Helvetius was forced to recant [in part to save his skin], as the French were cutting themselves in on the sugar trade.  The Sorbonne [University of Paris] condemned him and his books were burned.  Nevertheless, the genie was out of the bottle.

The stigma of slavery was on sugar everywhere, but most particularly in Britain.  Everywhere sugar had become a source of public wealth and national importance.  Through taxes and tariffs on sugar, government had remained a partner in organized crime.  Fabulous fortunes were being amassed by plantation owners, planters, traders and shippers; and the sole concern of European royalty was how they would take their cut.

My comments:  Are things much different today?  President Nixon was paranoid about the 1972 election, and one of his concerns was rising food prices.  He teamed up with the then Secretary of Agriculture, Earl Butz, to start massive government subsidies for the growing of corn in an effort to keep food prices low.  Japanese scientists figured out in the early 1970’s how to make high fructose corn syrup [HFCS] from that cheap corn.  Therefore, we now have the price HFCS being kept artificially low through government subsidies and the price of imported sugar kept artificially higher because of tariffs.  Sound familiar?

Meanwhile, large multi-national corporations are making a fortune by selling, cheap, low quality, disease-facilitating food [if you can call it food] and beverages to the unsuspecting public all laced with HFCS.  And on the farm we now have herbicide-resistant genetically modified organisms [GMO’s] being doused with herbicides.  The lobbyists in the corn producing states push to keep the cash cow flowing. And the politicians are bribed [through campaign contributions] to continue to vote the status quo, and the tax-payers are pick-pocketed to finance the entire scheme.

Future generations have to be properly trained to keep the show rolling along.  Schools have gotten in on the act by allowing soda-pop vending machines on campus, although due to protests, some have since been removed.  At least one elementary school in Lewiston, ID has a Pepsi logo on its outdoor info sign.  Our local skateboard park is called “Mountain Dew Skateboard Park”. The objective is to burn the logos of these sugary drinks into the minds of new consumers.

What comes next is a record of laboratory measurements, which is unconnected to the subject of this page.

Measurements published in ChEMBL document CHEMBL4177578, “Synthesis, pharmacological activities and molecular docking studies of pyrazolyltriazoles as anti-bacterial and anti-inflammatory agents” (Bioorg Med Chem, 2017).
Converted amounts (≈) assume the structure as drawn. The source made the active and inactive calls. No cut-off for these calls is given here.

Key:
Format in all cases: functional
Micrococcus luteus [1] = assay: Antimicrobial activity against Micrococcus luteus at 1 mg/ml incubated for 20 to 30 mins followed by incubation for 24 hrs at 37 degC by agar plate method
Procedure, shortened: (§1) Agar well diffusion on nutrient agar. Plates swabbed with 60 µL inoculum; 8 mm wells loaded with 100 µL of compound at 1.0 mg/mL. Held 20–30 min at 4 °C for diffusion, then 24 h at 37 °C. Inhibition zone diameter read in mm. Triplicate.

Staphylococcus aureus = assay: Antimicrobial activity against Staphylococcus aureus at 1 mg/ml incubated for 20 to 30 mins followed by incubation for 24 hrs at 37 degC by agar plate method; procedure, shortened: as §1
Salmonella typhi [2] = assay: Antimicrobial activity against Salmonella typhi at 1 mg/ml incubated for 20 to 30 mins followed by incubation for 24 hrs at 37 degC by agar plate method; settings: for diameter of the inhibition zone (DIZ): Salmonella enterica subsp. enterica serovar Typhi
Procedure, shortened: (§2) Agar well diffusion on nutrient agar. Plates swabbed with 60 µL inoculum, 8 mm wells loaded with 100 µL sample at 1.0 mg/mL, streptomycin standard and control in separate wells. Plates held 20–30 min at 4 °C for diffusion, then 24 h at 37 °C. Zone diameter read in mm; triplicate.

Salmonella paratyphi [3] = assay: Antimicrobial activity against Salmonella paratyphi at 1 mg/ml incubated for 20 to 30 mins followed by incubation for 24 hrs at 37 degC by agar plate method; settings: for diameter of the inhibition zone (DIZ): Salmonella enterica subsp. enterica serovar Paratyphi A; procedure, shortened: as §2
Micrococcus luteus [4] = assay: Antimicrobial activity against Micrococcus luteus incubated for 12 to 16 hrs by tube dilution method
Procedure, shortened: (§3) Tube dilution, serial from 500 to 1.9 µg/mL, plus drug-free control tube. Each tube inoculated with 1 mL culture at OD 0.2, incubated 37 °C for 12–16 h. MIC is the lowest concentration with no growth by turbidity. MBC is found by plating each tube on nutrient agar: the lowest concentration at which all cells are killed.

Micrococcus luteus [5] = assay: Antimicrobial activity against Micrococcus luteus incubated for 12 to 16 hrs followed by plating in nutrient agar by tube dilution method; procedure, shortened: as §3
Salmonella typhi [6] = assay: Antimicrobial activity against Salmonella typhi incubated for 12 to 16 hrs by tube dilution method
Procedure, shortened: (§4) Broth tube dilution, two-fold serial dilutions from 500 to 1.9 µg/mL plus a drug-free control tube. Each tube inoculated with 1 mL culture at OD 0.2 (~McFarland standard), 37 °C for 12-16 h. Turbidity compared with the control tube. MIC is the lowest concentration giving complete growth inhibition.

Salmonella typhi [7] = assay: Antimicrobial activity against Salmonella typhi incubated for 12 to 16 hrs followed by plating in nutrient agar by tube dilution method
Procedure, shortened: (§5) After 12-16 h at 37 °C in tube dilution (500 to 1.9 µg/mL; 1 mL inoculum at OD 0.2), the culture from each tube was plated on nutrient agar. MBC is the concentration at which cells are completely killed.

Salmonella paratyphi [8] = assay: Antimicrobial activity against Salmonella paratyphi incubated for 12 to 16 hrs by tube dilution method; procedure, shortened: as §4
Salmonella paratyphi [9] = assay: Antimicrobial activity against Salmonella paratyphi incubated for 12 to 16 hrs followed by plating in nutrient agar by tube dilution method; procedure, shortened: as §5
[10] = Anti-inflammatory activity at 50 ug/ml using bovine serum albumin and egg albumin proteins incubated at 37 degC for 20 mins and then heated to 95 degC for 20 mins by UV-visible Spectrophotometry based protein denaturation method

The craze for sugar certainly continues.  What about the slaves?  We don’t have them anymore, or do we?  If we do, who are they?

Continuing: Dufty explains the British Empire was totally hooked on the issue of sugar.  Gluttony had produced necessity.  Sugar and slavery were indivisible.  Therefore, they were defended together.  When sugar was originally introduced in England, a pound cost an entire year’s salary for the average working man.  As the sugar trade increased, the price fell precipitously.  By 1700 the British Isles were accounting for 20 million pounds of sugar per year.  By 1800 it was 160 million pounds per year.  The consumption had gone up eight-fold.  A hundred years later the British were spending as much on sugar as they were on bread.  The consumption had increased to 73 pounds per person per year.

The French didn’t sit idly by.  By 1700 refined sugar was France’s most important export.  The British struck back with naval blockades, cutting off their source of sugar cane.  A German scientist, Franz Carl Achard, was experimenting with a “type of parsnip” from Italy, originally believed to be from Babylonia.  Under pressure from the blockade, French scientists found a way to process the beet into a new kind of sugar “loaf”.  Napoleon ordered beets to be planted everywhere in France.  [Sound familiar?]

After Napoleon had beaten Britain’s naval blockade, the Quakers in Britain took up the cultivation of sugar beets as an anti-slavery gesture.  The status quo producers of sugar from sugar cane saw that as a serious threat and demanded that the “Quakers be uprooted”.  Most of their beets were fed to cows, and it wasn’t until a shipping shortage spawned by WW-I that Britain resumed the growing of sugar beets. [